The Entrepreneur Forum | Startups | Entrepreneurship | Starting a Business | Motivation | Success

How to validate ideas as a software dev?

Accelerate wealth. Build a business that pays freedom. Join more than 70,000 entrepreneurs and register for the Fastlane Entrepreneur forum. Remove ads? Join the INSIDERS.

bambz

New Contributor
Sep 11, 2021
8
14
13
Hi, I'm a software dev with a rather big knowledge, but I have zero experience in marketing, sales, and generally in business.
I have a few questions. Recently I've started blogging and in some time after gaining some community I'd like to create some courses or even books.
Additionally, I have a few ideas for web/mobile apps, but I'm not sure if should I prepare MVP or rather interactive mock-ups in Figma?
Or maybe shouldn't I be focused on both things and choose to blog or creating apps?

Probably I need to read some books about marketing, sale, market analysis, writing a blog, and probably something else. Do I forget about something? Tonight I probably will finish "The Fastlane MIlionaire" and will be looking for the next book.

Best regards.
 

Mainstream7

Beauty is Truth
Speedway Pass
Jan 1, 2015
487
585
259
31
Hi, I'm a software dev with a rather big knowledge, but I have zero experience in marketing, sales, and generally in business.
I have a few questions. Recently I've started blogging and in some time after gaining some community I'd like to create some courses or even books.
Additionally, I have a few ideas for web/mobile apps, but I'm not sure if should I prepare MVP or rather interactive mock-ups in Figma?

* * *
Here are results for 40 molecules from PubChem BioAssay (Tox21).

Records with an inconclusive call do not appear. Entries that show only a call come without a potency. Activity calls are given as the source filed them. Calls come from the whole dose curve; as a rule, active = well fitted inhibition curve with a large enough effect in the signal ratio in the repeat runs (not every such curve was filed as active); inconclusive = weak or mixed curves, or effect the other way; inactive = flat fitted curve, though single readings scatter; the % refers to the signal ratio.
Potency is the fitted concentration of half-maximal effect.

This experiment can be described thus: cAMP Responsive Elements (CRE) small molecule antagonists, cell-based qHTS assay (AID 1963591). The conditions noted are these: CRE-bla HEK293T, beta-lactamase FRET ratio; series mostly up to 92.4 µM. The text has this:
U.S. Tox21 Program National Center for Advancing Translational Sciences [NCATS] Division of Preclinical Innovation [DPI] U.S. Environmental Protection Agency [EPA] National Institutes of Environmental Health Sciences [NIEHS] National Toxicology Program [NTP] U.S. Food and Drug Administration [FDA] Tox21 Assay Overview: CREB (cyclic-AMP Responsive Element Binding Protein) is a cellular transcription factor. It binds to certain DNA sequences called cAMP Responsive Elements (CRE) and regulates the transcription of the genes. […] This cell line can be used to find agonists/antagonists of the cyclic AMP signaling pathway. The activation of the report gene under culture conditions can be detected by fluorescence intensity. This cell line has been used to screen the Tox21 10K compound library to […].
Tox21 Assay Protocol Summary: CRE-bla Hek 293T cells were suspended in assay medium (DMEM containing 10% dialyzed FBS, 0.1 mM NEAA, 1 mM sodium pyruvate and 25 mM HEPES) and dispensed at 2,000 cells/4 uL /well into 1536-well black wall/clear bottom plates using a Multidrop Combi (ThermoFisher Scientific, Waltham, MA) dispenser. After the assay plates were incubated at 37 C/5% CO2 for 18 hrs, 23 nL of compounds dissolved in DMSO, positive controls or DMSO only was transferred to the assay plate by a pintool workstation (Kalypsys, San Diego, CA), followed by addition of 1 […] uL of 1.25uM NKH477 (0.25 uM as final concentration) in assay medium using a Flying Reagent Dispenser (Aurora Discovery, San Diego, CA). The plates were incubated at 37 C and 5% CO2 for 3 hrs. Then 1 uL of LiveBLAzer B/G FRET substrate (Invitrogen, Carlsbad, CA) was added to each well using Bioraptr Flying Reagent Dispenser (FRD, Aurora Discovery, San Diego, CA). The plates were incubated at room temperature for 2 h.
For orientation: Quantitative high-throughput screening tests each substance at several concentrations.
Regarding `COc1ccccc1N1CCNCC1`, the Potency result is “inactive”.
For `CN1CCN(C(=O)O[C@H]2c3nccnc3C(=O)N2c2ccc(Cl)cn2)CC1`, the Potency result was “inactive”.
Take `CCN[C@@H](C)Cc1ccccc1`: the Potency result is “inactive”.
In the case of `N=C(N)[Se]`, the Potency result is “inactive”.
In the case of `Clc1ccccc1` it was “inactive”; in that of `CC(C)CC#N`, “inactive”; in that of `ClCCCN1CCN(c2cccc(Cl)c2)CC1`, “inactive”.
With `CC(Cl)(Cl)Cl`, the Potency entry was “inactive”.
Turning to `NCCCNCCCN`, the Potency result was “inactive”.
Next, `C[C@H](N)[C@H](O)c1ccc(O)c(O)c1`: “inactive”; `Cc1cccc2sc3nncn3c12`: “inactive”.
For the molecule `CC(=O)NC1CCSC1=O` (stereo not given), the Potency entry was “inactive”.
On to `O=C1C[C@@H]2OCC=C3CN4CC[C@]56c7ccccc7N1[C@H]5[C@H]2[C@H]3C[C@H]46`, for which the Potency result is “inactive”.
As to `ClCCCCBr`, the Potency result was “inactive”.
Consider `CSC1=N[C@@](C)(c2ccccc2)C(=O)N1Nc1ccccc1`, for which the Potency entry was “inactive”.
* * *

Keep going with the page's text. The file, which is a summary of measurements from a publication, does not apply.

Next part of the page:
Or maybe shouldn't I be focused on both things and choose to blog or creating apps?

Probably I need to read some books about marketing, sale, market analysis, writing a blog, and probably something else. Do I forget about something? Tonight I probably will finish "The Fastlane MIlionaire" and will be looking for the next book.

Best regards.

Forge your own path and follow your intuition is what I would say.
There is a saying:
Those who can code, code.
Those who can't, blog.
 

bambz

New Contributor
Sep 11, 2021
8
14
13
Forge your own path and follow your intuition is what I would say.
There is a saying:
Those who can code, code.
Those who can't, blog.
But coding for another company is just using my time. I'm a great dev and I'm earning well but you know... I'd like to create passive income and scalable businesses.

My intuition says me that I should merge blogging and creating my own apps.

Do u know what books should I read?
 

Andy Black

Co-host of LetsChatSales.com
Staff member
EPIC CONTRIBUTOR
FASTLANE INSIDER
Read Millionaire Fastlane
Speedway Pass
May 20, 2014
12,483
49,105
4,306
Ireland

bambz

New Contributor
Sep 11, 2021
8
14
13
@eliquid has some great threads and advice about starting a SaaS. If I recall correctly, become an authority in your space first?